in the floating-point arithmetic on a particular machine could cause an
algorithm to become inefficient due to inefficient parameters being
selected.

Second, `double`

arithmetic is used internally for some rigorous error bound
calculations. To guarantee correctness, we make the following assumptions.
With the stated exceptions, these should hold on all commonly used platforms.

A

`double`

uses the standard IEEE 754 format (with a 53-bit significand, 11-bit exponent, encoding of infinities and NaNs, etc.)We assume that the compiler does not perform “unsafe” floating-point optimizations, such as reordering of operations. Unsafe optimizations are disabled by default in most modern C compilers, including GCC and Clang. The exception appears to be the Intel C++ compiler, which does some unsafe optimizations by default. These must be disabled by the user.

We do not assume that floating-point operations are correctly rounded (a counterexample is the x87 FPU), or that rounding is done in any particular direction (the rounding mode may have been changed by the user). We assume that any floating-point operation is done with at most 1.1 ulp error.

We do not assume that underflow or overflow behaves in a particular way (we only use doubles that fit in the regular exponent range, or explicit infinities).

We do not use transcendental

`libm`

functions, since these can have errors of several ulps, and there is unfortunately no way to get guaranteed bounds. However, we do use functions such as`ldexp`

and`sqrt`

, which we assume to be correctly implemented.

## Interface changes¶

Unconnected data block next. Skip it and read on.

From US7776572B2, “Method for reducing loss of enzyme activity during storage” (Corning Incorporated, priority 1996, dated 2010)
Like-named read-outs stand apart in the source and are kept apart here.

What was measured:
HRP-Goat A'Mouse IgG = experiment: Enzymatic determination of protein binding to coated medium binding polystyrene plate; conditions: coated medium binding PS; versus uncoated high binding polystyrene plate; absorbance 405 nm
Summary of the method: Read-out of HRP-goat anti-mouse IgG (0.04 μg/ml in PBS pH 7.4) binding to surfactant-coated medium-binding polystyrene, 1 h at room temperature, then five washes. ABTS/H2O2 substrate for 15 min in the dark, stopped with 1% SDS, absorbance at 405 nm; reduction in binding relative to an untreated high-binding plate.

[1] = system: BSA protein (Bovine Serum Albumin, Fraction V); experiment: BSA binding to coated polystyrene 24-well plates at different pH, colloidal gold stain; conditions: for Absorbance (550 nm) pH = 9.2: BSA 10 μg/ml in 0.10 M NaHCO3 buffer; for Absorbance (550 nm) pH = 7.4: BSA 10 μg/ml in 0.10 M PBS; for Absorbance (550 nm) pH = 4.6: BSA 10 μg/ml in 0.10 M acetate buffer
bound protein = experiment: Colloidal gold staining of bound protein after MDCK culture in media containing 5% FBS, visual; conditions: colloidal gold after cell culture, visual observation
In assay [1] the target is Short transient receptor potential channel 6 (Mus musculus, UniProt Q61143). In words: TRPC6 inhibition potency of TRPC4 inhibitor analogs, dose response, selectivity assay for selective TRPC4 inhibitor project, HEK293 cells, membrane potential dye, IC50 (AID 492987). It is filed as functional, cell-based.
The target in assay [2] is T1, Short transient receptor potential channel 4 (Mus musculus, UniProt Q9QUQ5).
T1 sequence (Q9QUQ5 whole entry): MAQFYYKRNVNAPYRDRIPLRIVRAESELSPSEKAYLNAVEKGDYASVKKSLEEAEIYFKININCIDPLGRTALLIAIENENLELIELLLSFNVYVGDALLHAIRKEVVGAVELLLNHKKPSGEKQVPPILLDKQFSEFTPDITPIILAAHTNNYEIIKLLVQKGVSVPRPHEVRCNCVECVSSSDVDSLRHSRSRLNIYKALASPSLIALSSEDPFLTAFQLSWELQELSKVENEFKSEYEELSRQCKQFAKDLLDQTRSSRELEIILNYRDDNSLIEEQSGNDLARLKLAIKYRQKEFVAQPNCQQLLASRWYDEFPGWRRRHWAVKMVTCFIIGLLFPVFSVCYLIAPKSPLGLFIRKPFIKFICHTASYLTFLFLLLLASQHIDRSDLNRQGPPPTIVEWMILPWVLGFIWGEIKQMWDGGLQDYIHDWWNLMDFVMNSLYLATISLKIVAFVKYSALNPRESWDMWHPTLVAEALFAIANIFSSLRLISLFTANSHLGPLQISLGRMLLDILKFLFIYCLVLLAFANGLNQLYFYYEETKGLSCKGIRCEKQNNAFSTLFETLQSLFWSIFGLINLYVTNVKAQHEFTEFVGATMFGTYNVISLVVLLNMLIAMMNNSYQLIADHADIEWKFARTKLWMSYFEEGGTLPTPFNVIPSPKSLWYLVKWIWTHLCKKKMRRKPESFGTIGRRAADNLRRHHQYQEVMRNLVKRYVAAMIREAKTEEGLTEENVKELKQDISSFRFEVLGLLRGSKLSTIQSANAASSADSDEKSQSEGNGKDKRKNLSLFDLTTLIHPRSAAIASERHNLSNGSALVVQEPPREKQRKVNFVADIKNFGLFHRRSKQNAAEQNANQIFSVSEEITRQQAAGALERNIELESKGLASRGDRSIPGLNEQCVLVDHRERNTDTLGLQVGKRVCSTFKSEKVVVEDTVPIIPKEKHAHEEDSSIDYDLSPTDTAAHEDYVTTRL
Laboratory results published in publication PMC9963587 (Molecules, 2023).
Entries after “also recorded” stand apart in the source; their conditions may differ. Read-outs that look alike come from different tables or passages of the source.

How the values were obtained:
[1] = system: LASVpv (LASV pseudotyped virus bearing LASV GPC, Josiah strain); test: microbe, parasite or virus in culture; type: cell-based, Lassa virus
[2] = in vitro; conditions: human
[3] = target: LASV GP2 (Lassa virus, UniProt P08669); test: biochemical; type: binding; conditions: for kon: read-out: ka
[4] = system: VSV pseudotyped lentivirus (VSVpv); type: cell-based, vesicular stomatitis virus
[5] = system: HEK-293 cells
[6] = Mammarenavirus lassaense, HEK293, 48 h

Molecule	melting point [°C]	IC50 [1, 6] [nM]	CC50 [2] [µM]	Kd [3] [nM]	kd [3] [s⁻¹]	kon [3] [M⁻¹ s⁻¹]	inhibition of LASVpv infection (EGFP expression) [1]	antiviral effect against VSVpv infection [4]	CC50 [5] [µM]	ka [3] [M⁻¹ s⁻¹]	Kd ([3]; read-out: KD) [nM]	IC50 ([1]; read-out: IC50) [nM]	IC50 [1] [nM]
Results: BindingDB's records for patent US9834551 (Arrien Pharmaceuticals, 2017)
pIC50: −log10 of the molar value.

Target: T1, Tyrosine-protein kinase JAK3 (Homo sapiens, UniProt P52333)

Most of the core API should be stable at this point, and significant compatibility-breaking changes will be specified in the release notes.

In general, Arb does not distinguish between “private” and “public”
parts of the API. The implementation is meant to be transparent by design.
All methods are intended to be fully documented and tested
(exceptions to this are mainly due to lack of time on part of the
author).
The user should use common sense to determine whether a function is
concerned with implementation details, making it likely
to change as the implementation changes in the future.
The interface of `arb_add()`

is probably not going to change in
the next version, but `_arb_get_mpn_fixed_mod_pi4()`

just might.

## General note on correctness¶

Except where otherwise specified, Arb is designed to produce provably correct error bounds. The code has been written carefully, and the library is extensively tested. However, like any complex mathematical software, Arb is virtually certain to contain bugs, so the usual precautions are advised:

Do sanity checks. For example, check that the result satisfies an expected mathematical relation, or compute the same result in two different ways, with different settings, and with different levels of precision. Arb’s unit tests already do such checks, but they are not guaranteed to catch every possible bug, and they provide no protection against the user accidentally using the interface incorrectly.

Compare results with other mathematical software.

Read the source code to verify that it really does what it is supposed to do.

All bug reports are highly appreciated.